Accused sex trafficker Jeffery Epstein, whose life came to a shocking end allegedly on the end of a makeshift prison noose over the weekend, reportedly gave a chilling interview about a year before his death where he revealed the depravity of his sexual addiction.
What's the background?
New York Times journalist James Stewart met with Epstein at his Upper East Side mansion last August for a 90-minute conversation. Stewart published the contents only after Epstein's death because Epstein required Stewart to conduct the interview "on background," which meant Stewart agreed not to attribute the information directly to Epstein, a condition that Stewart said he believes lapsed when Epstein died.
Stewart requested the interview to investigate rumors that Epstein was advising Elon Musk and Tesla, which Epstein reportedly confirmed during their interview. However, Musk and Tesla now vehemently deny any connection to Epstein.
What did Epstein allegedly say?
Epstein was "unapologetic," Stewart claims, yet reluctant to discuss his alleged work with Tesla. Instead, Stewart claims Epstein was more comfortable discussing his sexual addiction, which reportedly included raping underage girls.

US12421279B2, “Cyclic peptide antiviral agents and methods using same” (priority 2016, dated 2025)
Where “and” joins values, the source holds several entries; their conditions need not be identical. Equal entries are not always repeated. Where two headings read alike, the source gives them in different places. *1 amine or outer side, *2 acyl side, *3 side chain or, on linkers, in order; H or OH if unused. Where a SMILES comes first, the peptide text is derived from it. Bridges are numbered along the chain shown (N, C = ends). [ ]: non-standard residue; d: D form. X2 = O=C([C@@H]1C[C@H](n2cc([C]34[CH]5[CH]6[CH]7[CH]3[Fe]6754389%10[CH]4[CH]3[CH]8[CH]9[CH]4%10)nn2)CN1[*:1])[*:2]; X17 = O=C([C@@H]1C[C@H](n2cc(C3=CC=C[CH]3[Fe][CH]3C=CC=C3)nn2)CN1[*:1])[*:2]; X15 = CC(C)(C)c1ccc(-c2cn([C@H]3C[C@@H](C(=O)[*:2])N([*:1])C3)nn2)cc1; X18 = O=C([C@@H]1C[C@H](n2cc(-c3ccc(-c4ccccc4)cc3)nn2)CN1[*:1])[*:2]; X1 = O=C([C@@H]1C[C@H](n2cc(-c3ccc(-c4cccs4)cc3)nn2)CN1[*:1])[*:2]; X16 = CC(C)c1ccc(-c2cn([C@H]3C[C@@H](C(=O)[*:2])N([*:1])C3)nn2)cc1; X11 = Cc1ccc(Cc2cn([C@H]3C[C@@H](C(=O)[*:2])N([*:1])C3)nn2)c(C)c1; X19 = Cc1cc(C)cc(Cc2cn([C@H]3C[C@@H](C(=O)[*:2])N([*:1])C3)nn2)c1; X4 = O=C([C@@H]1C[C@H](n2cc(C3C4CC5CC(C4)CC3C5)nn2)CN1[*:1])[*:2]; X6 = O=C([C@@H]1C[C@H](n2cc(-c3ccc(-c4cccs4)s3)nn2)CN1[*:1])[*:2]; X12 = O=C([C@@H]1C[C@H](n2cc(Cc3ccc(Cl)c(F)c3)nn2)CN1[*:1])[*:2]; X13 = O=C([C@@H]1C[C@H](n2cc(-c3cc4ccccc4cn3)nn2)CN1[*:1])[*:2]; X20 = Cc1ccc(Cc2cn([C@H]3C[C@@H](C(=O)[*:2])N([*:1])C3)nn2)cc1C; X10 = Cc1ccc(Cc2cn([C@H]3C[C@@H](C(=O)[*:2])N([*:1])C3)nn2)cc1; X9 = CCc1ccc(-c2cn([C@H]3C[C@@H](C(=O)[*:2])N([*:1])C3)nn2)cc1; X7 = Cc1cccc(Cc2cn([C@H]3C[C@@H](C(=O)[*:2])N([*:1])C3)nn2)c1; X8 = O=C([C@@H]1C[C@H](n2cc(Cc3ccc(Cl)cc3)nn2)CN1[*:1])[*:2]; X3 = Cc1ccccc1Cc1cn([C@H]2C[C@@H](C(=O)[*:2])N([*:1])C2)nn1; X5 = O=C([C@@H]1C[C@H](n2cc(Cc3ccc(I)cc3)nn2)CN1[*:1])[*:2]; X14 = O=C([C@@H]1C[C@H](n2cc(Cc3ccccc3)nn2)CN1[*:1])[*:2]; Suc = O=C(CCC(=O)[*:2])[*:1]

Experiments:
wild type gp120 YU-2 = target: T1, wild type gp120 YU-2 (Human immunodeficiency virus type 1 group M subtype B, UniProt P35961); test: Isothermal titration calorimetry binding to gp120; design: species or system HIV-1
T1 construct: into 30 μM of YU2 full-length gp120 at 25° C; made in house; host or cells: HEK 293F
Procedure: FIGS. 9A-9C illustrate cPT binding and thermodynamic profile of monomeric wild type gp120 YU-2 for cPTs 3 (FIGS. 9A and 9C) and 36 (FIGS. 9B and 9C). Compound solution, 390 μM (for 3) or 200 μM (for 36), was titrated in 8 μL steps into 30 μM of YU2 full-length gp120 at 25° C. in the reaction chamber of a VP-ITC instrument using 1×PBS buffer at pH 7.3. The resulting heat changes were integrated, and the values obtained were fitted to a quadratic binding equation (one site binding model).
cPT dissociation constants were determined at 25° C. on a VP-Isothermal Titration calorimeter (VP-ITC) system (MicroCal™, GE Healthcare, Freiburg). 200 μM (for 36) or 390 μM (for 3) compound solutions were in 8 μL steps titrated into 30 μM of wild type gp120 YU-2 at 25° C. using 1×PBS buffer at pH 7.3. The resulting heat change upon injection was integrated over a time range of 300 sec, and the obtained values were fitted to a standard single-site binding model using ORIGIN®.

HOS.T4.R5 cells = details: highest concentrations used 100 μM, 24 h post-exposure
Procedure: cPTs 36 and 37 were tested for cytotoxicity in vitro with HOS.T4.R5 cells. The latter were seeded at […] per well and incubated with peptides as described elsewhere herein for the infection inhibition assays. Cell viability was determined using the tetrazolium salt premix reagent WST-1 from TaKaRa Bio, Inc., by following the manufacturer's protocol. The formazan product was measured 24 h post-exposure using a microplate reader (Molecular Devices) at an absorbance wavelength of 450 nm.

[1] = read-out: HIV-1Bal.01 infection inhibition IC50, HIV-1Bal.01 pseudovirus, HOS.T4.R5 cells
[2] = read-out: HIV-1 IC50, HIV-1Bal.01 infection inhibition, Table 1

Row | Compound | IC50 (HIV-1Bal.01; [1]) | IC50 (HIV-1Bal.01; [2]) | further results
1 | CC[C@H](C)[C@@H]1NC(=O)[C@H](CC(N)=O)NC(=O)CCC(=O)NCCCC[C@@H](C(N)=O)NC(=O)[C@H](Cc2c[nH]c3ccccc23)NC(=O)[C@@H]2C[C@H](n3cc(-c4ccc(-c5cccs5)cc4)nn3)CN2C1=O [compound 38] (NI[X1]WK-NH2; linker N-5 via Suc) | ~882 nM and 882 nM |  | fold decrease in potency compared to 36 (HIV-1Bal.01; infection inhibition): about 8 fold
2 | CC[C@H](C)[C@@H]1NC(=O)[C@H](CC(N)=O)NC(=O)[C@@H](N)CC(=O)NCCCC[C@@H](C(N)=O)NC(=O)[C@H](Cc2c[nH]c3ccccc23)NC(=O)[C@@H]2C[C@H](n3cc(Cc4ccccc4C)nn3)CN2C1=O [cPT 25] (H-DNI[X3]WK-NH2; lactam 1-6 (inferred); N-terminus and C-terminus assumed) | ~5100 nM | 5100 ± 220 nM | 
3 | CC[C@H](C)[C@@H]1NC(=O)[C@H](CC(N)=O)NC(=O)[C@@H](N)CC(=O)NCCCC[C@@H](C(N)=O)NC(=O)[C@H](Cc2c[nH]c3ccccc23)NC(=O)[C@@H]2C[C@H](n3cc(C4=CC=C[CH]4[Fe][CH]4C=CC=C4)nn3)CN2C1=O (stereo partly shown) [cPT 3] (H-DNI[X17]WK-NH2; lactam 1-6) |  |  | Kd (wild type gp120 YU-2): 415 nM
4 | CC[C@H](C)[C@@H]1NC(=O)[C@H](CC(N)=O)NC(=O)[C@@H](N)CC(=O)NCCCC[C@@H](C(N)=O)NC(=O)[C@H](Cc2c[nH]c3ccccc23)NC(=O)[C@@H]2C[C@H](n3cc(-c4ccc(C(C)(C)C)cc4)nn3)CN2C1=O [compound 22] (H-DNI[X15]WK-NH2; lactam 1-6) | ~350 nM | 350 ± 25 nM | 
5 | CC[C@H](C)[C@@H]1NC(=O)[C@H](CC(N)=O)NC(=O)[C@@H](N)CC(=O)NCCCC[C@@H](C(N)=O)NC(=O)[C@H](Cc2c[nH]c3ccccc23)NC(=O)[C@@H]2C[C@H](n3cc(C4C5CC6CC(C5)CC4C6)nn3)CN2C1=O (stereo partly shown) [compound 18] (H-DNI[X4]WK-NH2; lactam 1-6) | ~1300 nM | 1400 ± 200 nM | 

In fact, Epstein told Stewart that "criminalizing sex with teenage girls was a cultural aberration," lamenting "that at times in history it was perfectly acceptable," Stewart says.
Epstein even reportedly compared the criminalization of raping underage girls to the criminalization of homosexuality, which remains prevalent in many parts of the world today.
Stewart also says he found it shocking that Epstein had a very young woman welcome him at the front door of his mansion.
"After I rang, the door was opened by a young woman, her blonde hair pulled back in a chignon, who greeted me with what sounded like an Eastern European accent," Stewart recalls. "I can't say how old she was, but my guess would be late teens or perhaps 20."
"Given Mr. Epstein's past, this struck me as far too close to the line. Why would Mr. Epstein want a reporter's first impression to be that of a young woman opening his door?" Stewart adds.
Stewart says that earlier this year Epstein called him, requesting Stewart write his biography. However, Stewart declined.
"That was the last I heard from him," Stewart says. "After his arrest and suicide, I'm left to wonder: What might he have told me?"